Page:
AND... it has to be converted from DUF6 into military grade DU, which probably isn't cheap. There you have it, DU is more expensive.

/case







The US government is actually in the process of converting DUF6 into solid Uranium oxides for disposal. The process of converting all of our DU stockpiles to DUO is estimated to cost 15-450 million, but the point is, they're getting rid of most of it, meaning it's price will only increase as the supply of it decreases dramatically:
http://web.ead.anl.gov/uranium/faq/storage/faq22.cfm
5% per year, from 2009 to 2029.
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Re: Depleted Uranium Munitions

Post by Rotaretilbo on Mon Mar 26, 2012 11:35 am

Ringleader wrote:I never said it was.

So if a reaction yields two useful products, do you need to pick one to be the goal of the reaction? That's a false dichotomy I never even hinted at.

IE, Uranium is enriched so we can have enriched Uranium, AND DU.

What are you even talking about!? You're completely avoiding the point. You're the one saying we shouldn't use the DU! You're comparing DU and Tungsten Carbide from the perspective that we'd have to mine and/or buy DU, when in reality, we have all this DU an don't know what to do with it. Thus, the fact that Tungsten Carbide is somewhat more common is irrelevant, and the cost of buying DU is equally irrelevant. Ultimately, we already have the DU. Using Tungsten Carbide instead means we have all this DU sitting around.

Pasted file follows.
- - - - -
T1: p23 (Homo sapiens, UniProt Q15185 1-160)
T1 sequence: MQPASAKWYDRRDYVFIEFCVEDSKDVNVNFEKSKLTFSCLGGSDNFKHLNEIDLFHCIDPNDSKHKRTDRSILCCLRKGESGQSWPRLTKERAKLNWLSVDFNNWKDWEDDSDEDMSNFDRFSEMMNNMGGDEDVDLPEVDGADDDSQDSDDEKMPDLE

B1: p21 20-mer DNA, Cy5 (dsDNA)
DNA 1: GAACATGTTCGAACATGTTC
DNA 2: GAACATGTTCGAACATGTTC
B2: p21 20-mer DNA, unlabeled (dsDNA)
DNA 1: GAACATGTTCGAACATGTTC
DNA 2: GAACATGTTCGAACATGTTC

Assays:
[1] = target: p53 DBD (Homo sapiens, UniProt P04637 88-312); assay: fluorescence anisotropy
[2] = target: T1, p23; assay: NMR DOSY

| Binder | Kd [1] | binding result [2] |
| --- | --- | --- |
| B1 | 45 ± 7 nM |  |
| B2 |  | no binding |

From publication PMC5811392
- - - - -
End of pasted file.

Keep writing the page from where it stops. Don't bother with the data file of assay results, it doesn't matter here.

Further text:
Ringleader wrote:DU STILL COSTS MORE THAN TUNGSTEN CARBIDE!!!

DU STILL COSTS MORE THAN TUNGSTEN CARBIDE!!!

DU STILL COSTS MORE THAN TUNGSTEN CARBIDE!!!

DU STILL COSTS MORE THAN TUNGSTEN CARBIDE!!!

DU STILL COSTS MORE THAN TUNGSTEN CARBIDE!!!

...

DU STILL COSTS MORE THAN TUNGSTEN CARBIDE!!!

Again, the cost of DU is irrelevant, because we already have it. We essentially get DU for free

Ringleader wrote:DU's costs are not a null factor, anything but. A market based on DU AND enriched Uranium is larger than one just based on enriched Uranium. Let's just say, hypothetically, if nuclear power was rendered obsolete by some new process, fusion or something, there would still be a market for DU... So... IT'S NOT NULL!!! Please stop saying that already...

No, I won't, because it is irrelevant. If nuclear power was rendered obsolete, then the price of DU would become relevant, because then we wouldn't have shittons of it lying around.

Ringleader wrote:Oh, ok, so we have all this DU sitting around, what to do with it? Here's an idea, leave it sitting around in stockpiles, and use something else. Uranium is naturally occurring in a form more radioactive than DU, so we would actually be doing everyone and the planet's biosphere a favor by just, I don't know, throwing it in a volcano? Leaving it in a cave?

Oh, so you're finally admitting that the cost of DU is irrelevant? Or are you going to continue pretending like we should compare prices when determining to use the shit we already have to buy new shit? And I'd like to point out that you're grossly oversimplifying the act of the safe and environmental disposal of large quantities DU. Dumping it in a volcano just means that you've put a giant mass of mildly radioactive material into a volcano, which vents into the atmosphere. Now the radiation spreads everywhere. Mission accomplished?